By Tessa Raebeck
Facing substantial losses in state aid and severe limitations on its ability to raise local revenue, the Sag Harbor School District is hoping to host an educational summit this summer to discuss sharing administrative services with nearby districts.
At Monday’s board of education (BOE) meeting, Dr. Carl Bonuso, interim superintendent for the district, said he had recently discussed possible cooperation with Assemblyman Fred W. Thiele, Jr. and County Legislator Jay Schneiderman, as well as leaders from other school districts.
Daniel Hartnett, a BOE member, first proposed examining the possibility of an administrative merger at the December 2 board meeting.
“We’re beyond — in terms of shared services — buying toilet paper as a collective,” Hartnett said Monday. “I think we’ve milked every penny we could out of that.”
Board member Mary Anne Miller said both East Hampton Town Councilwoman Kathee Burke-Gonzalez and Southampton Town Councilwoman Bridget Fleming have approached her to express their interest in the consolidation of administrative functions.
The BOE hopes to accelerate the discussion before fiscal limitations mandate severe cuts to school programs, supplies and teaching positions as, like districts across the state, Sag Harbor is facing an uphill battle this budget season.
Under the “tax cap,” a regulation enacted by the New York State Legislature in 2011, school districts cannot increase property taxes by more than two percent or the rate of inflation (whichever is less) annually, limiting districts’ ability to raise local revenue.
A provision of the tax cap legislation permits a handful of school districts with enrollments of 1,000 students or less to share a superintendent. The Greenport and Southold school districts were the first in the state to announce plans to do so in November. Starting in July, current Southold Superintendent David Gamberg will work for both districts and report to both school boards, with the districts splitting the costs of his salary evenly.
Prior to the tax cap, in 2009 the state adopted the Gap Elimination Adjustment (GEA). Legislators developing the state budget realized the state’s anticipated revenue did not cover expenses, resulting in a “gap.” The GEA was created to fill that gap, essentially passing the burden onto the state’s school districts.
The state now uses a calculation based “primarily on district wealth,” according to School Business Administrator John O’Keefe, to determine a district’s GEA, an amount that is then deducted from their state aid.
Sag Harbor had some $243,000 in state aid taken away last year due to the GEA, O’Keefe said Monday.
According to the New York State School Boards Association (NYSSBA), school districts have lost more than $8 billion in state aid since the start of the GEA four years ago.
Since state aid and local property taxes are the primary means for a district to raise revenue, the GEA and the tax cap have forced districts “to make difficult choices,” according to NYSSBA.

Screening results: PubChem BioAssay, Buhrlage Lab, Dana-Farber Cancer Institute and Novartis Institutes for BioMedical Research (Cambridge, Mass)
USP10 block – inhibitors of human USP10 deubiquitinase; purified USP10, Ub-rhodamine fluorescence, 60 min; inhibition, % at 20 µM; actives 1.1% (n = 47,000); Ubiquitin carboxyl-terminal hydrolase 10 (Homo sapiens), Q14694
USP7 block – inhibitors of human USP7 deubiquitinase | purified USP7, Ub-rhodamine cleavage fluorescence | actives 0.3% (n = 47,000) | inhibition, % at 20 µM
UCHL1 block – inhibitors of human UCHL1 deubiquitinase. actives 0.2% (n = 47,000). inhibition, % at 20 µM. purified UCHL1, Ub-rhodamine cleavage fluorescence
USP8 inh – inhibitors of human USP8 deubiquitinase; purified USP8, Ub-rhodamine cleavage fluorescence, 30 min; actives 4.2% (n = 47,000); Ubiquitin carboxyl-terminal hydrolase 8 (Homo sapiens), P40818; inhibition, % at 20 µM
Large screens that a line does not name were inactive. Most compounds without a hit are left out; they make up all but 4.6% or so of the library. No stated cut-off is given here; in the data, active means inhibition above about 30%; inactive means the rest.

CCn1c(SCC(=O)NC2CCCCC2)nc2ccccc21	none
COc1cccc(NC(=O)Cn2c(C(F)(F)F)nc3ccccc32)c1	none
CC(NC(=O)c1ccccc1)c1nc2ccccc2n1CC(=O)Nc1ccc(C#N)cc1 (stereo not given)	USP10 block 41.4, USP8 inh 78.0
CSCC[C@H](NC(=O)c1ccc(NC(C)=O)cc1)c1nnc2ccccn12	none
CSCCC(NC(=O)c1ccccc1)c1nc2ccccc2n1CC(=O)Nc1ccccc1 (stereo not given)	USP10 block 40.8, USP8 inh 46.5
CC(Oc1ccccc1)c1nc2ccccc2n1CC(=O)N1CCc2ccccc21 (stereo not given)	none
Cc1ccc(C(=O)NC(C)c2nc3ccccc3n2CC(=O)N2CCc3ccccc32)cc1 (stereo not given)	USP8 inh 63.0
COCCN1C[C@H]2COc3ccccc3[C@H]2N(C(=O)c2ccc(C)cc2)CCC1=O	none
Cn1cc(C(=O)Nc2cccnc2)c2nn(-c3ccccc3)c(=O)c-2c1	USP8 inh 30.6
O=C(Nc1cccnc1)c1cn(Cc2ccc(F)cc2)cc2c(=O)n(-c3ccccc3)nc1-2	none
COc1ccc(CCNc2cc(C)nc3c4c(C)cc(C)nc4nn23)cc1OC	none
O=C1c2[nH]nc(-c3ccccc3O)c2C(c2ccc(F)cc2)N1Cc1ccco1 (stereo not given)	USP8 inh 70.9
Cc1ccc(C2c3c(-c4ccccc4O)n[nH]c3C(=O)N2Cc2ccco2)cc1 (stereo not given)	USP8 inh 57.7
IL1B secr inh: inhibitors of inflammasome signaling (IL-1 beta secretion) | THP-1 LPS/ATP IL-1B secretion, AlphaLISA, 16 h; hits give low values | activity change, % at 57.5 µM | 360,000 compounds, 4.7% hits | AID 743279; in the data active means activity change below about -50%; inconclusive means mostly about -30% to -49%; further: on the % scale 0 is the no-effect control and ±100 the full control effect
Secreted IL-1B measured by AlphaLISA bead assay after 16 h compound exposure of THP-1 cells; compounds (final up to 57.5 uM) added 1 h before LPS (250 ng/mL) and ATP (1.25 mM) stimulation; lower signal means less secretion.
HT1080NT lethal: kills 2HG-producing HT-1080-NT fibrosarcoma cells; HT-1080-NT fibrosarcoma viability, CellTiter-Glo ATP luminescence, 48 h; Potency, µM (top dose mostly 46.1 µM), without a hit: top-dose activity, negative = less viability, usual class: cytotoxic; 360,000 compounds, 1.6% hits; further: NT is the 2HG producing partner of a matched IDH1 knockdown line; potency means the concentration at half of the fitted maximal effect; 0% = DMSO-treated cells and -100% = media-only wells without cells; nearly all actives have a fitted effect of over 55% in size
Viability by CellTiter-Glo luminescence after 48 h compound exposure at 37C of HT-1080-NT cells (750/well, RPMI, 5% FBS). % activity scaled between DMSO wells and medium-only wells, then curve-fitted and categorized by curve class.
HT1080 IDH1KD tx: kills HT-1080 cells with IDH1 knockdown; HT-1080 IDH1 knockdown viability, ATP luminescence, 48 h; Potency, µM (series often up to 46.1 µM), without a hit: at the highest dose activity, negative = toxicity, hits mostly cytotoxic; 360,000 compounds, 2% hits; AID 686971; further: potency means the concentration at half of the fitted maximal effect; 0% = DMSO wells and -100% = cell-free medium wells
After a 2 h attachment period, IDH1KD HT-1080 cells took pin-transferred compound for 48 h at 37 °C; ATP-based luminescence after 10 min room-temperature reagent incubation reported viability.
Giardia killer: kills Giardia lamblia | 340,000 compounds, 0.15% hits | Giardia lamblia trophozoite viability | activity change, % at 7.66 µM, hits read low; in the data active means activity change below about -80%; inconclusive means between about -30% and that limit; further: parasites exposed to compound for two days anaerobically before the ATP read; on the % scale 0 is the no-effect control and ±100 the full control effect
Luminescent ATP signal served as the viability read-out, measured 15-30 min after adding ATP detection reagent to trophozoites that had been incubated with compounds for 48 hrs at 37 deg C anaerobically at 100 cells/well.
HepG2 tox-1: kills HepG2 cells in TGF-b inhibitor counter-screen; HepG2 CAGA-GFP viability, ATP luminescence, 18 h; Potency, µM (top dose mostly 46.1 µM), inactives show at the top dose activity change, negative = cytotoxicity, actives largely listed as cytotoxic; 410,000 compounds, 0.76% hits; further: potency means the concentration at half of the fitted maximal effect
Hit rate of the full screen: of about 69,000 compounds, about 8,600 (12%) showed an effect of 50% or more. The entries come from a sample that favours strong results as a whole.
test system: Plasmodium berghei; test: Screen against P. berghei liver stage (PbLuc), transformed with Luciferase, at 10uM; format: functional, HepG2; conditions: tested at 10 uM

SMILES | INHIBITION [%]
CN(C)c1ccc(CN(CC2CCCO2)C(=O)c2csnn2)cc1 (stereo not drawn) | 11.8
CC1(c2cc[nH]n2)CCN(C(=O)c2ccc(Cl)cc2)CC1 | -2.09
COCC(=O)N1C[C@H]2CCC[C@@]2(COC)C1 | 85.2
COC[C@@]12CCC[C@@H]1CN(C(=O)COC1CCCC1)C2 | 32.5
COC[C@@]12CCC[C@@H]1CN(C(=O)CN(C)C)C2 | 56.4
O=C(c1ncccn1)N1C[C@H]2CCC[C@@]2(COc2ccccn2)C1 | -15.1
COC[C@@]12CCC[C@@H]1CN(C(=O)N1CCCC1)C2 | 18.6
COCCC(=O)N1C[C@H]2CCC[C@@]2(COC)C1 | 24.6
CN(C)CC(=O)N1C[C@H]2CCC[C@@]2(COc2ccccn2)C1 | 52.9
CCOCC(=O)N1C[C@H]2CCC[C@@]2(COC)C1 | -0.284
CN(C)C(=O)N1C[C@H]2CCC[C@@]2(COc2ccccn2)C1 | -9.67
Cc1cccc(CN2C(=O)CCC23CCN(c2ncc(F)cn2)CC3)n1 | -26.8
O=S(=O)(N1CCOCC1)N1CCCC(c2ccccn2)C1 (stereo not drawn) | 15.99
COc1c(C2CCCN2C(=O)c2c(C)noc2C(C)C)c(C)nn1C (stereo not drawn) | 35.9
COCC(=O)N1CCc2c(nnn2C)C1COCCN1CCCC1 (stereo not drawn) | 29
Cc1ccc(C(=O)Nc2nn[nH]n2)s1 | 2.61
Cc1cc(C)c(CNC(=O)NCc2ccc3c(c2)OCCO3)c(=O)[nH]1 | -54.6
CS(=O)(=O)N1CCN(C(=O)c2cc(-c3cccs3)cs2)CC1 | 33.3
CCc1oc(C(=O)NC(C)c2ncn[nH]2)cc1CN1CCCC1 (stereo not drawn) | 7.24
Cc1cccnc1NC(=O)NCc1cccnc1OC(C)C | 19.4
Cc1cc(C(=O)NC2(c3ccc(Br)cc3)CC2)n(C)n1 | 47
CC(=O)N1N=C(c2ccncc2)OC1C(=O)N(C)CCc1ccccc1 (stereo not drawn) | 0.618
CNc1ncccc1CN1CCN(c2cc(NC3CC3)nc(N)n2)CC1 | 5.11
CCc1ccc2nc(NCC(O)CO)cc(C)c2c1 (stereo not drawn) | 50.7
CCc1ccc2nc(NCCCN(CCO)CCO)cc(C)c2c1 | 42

Such choices are prompting the school board to spearhead the conversation on superintendent sharing on the East End.
Dr. Bonuso said a steering committee would ideally be formed in the spring, consisting of several administrators, legislators and board members who would then organize an agenda or protocol for an educational summit or similar legislative meeting to take place over the summer.
Pierson Middle/High School Principal Jeff Nichols said he believes the tax cap is a result of the poor economic climate and may be removed as the economy recovers.
BOE Vice President Chris Tice, who presided over Monday’s meeting in President Theresa Samot’s absence, replied that the cap is politically tied to rent control laws in New York City and will not sunset for another seven years.
Tice expressed her support of putting a group together in the spring and hosting a summit this summer.
“The sooner we can think of these things and do it the better we’ll be,” agreed David Diskin, a member of the school board.
“People who are more in touch with what’s actually going on in their communities understand how important and valuable education is,” he said, adding the higher up in government, “the more it becomes an abstract concept.”
Also at Monday’s meeting, the BOE honored Fausto Hinojosa, a teaching assistant (TA) in the district, with tenure.
“Fausto,” said Nichols, “for me, in many ways represents that key piece, that key connection between the school and many students in the ESL [English as a Second Language] population. He has a passion for trying to make the transition for the students who come from other countries a smooth one.”
“The way you interact with staff and with every student is with such dignity and respect and joy,” added Tice. “And they have a visceral positive response to you.”
Joined by his wife Diana, also a Sag Harbor teacher’s assistant, Fausto received a standing ovation from the room of administrators and colleagues.
Holding back tears, he addressed the room.
“There’s one thing that none of you have said,” he said. “One of the most joyful things that I live with here at school is the people that I work with…this is our home and I’ve told Mr. Nichols this many times, we’re just thrilled to be here every morning.”